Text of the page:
Arima • Hyogo

Just an hour away from Osaka is the gold and silver springs, better known as Kinsen and Ginsen, and both of them dwell in Arima Onsen. This famous hot spring was loved by historic rulers, both for its stunning temples and shrines, and therapeutic hot springs. The town itself is so small you can explore the entire thing on foot, but vising one of Japan’s oldest hot springs is a huge draw. You can bathe in the muddy red-brown spring, rich in iron deposits that is said to be good for skin ailments and muscle pain, or the clear spring which has radium and carbonate for muscle and joint ailments, among many others. Some baths are only open to over-night stays, but many of them are public and open to all. Kita-ku, Kobe-shi, Hyogo

Shibu • Nagano

If you’re looking for some monkey business while soaking in the tub, head to the Shibu Onsen, the only hot spring in the world where you can see wild monkeys enjoying the steaming bath waters. The traditional architecture of the town makes it perfect for strolling and enjoying your time in traditional onsen clothing, yukata robes and geta sandals, is not only usual, its encouraged! However, only one bath house is open to day-trippers and non-locals. The other eight are reserved for locals and over-night guests. It’s recommended to stay overnight because of this, and because of the legend that says those who visit all nine are blessed with good fortune. Yamanouchi-machi, Shimotakai-gun, Nagano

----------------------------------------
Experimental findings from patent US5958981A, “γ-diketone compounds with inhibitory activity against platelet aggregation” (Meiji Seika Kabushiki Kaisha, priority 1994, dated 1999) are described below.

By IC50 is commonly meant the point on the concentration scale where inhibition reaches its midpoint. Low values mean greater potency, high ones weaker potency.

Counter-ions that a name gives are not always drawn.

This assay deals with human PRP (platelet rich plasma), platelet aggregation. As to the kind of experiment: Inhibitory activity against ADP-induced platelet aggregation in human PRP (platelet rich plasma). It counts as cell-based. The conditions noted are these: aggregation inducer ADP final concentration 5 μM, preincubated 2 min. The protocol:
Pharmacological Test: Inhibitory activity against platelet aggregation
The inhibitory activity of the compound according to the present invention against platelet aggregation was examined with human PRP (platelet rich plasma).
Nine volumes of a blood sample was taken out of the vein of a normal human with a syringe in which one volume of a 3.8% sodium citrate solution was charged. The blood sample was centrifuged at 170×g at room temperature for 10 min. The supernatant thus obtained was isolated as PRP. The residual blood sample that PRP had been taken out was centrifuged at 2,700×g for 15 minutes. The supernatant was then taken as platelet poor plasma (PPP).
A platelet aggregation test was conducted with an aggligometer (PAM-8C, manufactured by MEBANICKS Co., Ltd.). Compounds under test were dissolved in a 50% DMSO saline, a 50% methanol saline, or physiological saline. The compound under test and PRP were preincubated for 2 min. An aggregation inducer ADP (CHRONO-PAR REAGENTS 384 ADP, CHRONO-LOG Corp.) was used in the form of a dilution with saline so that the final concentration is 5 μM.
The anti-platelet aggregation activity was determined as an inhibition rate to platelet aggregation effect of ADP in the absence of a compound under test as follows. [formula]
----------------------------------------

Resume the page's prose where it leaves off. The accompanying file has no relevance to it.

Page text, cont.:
Jinata Onsen • Shikine-jima

For those looking to pack some adventure into their onsen experience, Jinata is for you. Travel to the tiny island of Shikine-jima from downtown Tokyo, and wait for high tide. Without the ocean water mixing in with the onsen water, it will be way too hot to go in. There are two other onsen on the island where you can spend your time waiting for the tide if you like! When heading towards Jinata Onsen, be sure to pack your hiking boots. The steep stairs leading down to the ocean are a bit rough, but the view is incredible. The rust-colored water here is unique, and known for alleviating nerve pain, cold intolerance, and joint pain. There isn’t a changing room here, it’s all natural. So you may want to have your bathing suit prepared, it’s one of the few onsens that allow it. Jinata Onsen, Niijima, Shikinejima, Japan

Noboribetsu • Hokkido

Recognized as the best onsen in Hokkido with easy access, rich history, high quality, and notability, Noboribetsu offers springs rich in sulfur and hydrogen sulfide, known for softening and lightening skin. The onsen also had iron rich baths which quickly and easily lighten fatigue. This resort is so famous and popular, it offers 11 different kinds of thermal baths, which are ranked among Japans best and most effective treatments. The resort town is made up of hotels with special baths reserved for guests, but there are many baths open to those only there for the day, as well as the very large public bath house open to all in the center of town. Noboribetsu Onsencho, Noboribetsu-shi, Hokkaido